Giro d’Italia Special jerseys
Much less common than Tour editions, the Giro has still managed to get itself a few special edition jerseys – perhaps there will be more in 2017, with the 100th edition of the race.
Not an obvious change, but LPR added “Forza Abruzzo” on their flanks to help raise money for victims of the L’Aquila earthquake ealier that month, in the region of Abruzzo. Danilo Di Luca probably wasn’t the best representative in hindsight…
Columbia HTC 2009
Columbia managed, from the start of 2008 till their demise in 2011, to wear ten different kits in three years by my count of which this 100th anniversary Giro edition was the 5th. Rosa cuffs with an Italian tricolore gave the white and yellow a dash of colour, and took six wins.
Bardiani-Valvole CSF 2014
Bardiani decided to celebrate their participation in the 2014 Giro by adding pink cuffs to their jersey. Er…ok.
Mid-season change of Sponsor kits
Adding a new sponsor is a perennial feature of a cycling team, and it doesn’t always happen in the off season. Here are the teams in the period (2005-2017) that have managed such a feat, and as such changed kits to reflect this.
Liberty Seguros-Wurth to Astana 2006
When Operacion Puerto broke, implicating Manolo Saiz and various riders on Liberty Seguros, the main sponsor decided to walk, leaving the team with some blank panels for a while. Eventually, Alexandre Vinokourov’s Kazakh consortium took over and insitgated the pale blue that provails to today.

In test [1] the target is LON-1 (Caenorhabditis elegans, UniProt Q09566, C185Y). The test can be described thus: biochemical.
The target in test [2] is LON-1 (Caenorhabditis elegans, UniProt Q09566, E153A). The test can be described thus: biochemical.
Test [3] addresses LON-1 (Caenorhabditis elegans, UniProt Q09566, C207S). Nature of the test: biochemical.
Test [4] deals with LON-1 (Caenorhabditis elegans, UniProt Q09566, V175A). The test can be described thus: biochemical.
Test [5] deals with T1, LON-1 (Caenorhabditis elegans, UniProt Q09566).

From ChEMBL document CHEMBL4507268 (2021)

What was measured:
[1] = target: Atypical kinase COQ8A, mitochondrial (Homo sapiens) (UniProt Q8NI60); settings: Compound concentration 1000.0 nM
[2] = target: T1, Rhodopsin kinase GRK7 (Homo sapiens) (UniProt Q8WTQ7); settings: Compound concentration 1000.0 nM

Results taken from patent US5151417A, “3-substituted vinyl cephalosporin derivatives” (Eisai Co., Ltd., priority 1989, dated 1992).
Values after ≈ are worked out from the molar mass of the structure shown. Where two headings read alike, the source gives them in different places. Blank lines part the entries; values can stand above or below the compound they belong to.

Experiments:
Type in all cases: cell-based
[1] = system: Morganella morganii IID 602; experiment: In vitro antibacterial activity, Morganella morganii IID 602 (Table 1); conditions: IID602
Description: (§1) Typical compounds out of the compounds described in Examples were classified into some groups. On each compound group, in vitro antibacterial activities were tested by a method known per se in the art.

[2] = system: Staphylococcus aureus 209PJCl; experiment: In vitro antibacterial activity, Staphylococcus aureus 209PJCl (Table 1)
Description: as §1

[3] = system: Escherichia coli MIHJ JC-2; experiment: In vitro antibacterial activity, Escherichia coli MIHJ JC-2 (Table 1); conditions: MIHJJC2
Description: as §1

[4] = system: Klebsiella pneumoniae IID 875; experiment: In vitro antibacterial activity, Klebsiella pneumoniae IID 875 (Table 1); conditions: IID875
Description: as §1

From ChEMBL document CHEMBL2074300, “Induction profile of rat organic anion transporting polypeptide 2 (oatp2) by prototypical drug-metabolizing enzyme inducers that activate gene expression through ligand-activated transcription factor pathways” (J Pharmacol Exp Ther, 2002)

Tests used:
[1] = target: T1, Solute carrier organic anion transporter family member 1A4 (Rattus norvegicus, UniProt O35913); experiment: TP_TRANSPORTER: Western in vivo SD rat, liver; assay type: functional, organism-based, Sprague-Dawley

Team HighRoad to Team Columbia 2008
Having lost T-Mobile at the end of 2007, but kept their money, HighRoad, the management company, did so well with their phalanxes of young riders that they got sportswear company Columbia onboard to pay the bills. The American company were amply rewarded, with four wins for Mark Cavendish and one for Marcus Burghardt at the Tour de France.
CSC to CSC SaxoBank 2008
CSC had quite a cool kit in 2008, but the company rebranded their logo, and then brought in SaxoBank as a co-sponsor. Some logos were shifted rather than a massive redesign, and they got a great first outing, winning the Alpe d’Huez stage, plus the overall with Carlos Sastre.
Slipstream to Garmin-Slipstream 2009
Jonathan Vaughters’ band of clean riders (including, er, Millar, Vande Velde, Danielson, Zabriske…) brought argyle to the peloton, won a Giro TTT and with it the pink jersey, then secured Garmin as a sponsor in time for the Tour de France. Still kept the argyle though.
GreenEDGE to Orica-GreenEdge 2012
When Australian mining company Orica appeared on the scene to sponsor GreenEDGE, they changed their kit twice – once at the Giro, and again at the Tour.